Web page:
on 14 November 2013
This is an absorbing book for anyone with an interest in German football, or even in the history of Germany in the 20th century. It is written with the enthusiasm of a true fan, but is also clear sighted in its account of difficult subjects, like the Nazi period, and the corruption scandals that have occasionally tarnished German football. The author paints vivid portraits of the central characters, and writes with a dry, understated humour, producing a number of laugh-out-loud moments along the way. This book shows the importance of football to post-war Germany, and is full of interesting insights and stories.
on 18 May 2007
I would recommend this book to any football supporter. Lichtenburger has produced a marvellously detailed account of his country's footballing history, and has presented it in a way which amply explains German terminology and gives even novices a understandable and detailed knowledge of Germany's football history. My only criticism is that I found myself slightly disappointed by the lack of detail of football in East Germany, in comparison to the vast information contained on West German football during the same periods. Nevertheless, Lichtenburger's knowledge and love his subject is evident, and Tor is a valuable, informative and enjoyable read.
on 15 September 2010
This puts it all into context. Yes they've won it three times (it is three isn't it?), but not since 1990 though they won the Euro's in 96. However read from a German fans point of view it all seems less inevitable.
Did Netzer really play for the German national team for only 20 minutes? He played in the last 20 minutes of the 1:0 win at Wembley that knocked England out of the 1972 Euro's - I think, at any rate it was Germany's first competitive win against England. His English contemporary, Rodney Marsh, got more caps than that but the England team he hardly played for didn't win anything. It's hard for an England fan not to read this through the lens of Englands failure not to win anything since, well you know since when. But, all the same, it's hard not to feel empathy with the writer and through him for German football fans as they win, for them, unexpectedly and against the odds. It's also touching that the writer still seems to have a certain deference and respect for English football - though from here it's difficult to see why? I suppose an arrogant book or one that didn't acknowledge football's English roots would not be marketed in English so it's hard to assess how representative of German football fans the writers position is.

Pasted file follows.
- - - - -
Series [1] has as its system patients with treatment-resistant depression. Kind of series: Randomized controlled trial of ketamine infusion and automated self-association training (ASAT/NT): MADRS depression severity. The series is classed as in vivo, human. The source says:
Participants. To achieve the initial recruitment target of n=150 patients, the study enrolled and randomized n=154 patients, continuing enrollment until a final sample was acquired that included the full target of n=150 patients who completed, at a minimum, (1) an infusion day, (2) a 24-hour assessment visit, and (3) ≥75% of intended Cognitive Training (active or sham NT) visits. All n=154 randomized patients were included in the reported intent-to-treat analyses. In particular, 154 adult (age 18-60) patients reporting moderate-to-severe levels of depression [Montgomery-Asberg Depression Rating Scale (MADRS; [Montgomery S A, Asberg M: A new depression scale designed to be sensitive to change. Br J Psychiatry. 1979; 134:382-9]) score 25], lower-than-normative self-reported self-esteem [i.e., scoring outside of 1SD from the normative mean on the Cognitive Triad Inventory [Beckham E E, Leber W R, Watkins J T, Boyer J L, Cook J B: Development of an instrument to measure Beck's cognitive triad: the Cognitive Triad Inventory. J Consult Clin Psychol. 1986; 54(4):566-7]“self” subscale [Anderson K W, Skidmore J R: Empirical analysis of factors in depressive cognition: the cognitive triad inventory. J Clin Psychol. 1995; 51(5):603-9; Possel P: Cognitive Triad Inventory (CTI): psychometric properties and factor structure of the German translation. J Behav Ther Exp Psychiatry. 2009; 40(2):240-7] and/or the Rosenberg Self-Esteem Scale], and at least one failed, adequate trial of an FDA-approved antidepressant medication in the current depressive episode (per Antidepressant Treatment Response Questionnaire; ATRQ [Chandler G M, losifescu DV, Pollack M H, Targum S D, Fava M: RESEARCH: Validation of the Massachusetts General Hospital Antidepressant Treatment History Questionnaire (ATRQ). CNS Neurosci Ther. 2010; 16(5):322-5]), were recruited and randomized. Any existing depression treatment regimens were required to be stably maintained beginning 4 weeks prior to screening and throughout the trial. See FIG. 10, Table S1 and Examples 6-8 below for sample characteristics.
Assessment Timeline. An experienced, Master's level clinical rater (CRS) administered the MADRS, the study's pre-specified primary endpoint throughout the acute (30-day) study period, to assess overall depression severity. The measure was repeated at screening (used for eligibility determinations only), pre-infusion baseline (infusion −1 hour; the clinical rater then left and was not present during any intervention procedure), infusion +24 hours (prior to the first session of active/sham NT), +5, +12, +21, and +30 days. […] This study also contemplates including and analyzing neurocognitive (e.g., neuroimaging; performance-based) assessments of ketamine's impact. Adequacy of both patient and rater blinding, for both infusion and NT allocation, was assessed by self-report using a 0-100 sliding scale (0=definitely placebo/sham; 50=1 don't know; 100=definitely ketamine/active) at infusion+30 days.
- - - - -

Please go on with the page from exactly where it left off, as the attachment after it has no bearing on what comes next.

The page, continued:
The book also covers club football and I for one was surprised to learn that Bayern's domination of German football is a fairly recent phenomena (Munich of course, though like United - there are other Bayern's though I already knew that - did you!) . It also explains how to understand the numbers and names of German clubs (04 Schalke anyone) - though I admit I've already forgotten and they seem as cryptic as ever. You'd have thought the number simply referred to the year they were founded but apparently there's more to it than that.
The book retains one's interest - though it's slow in places - I don't think it'll convert any non-fans (of football). There are also some clumsy translations or at least attempts to translate the possibly untranslatable that left me puzzled.
Overall I'd thoroughly recommend this book to any football fan who's interested enough to have read this far into this review.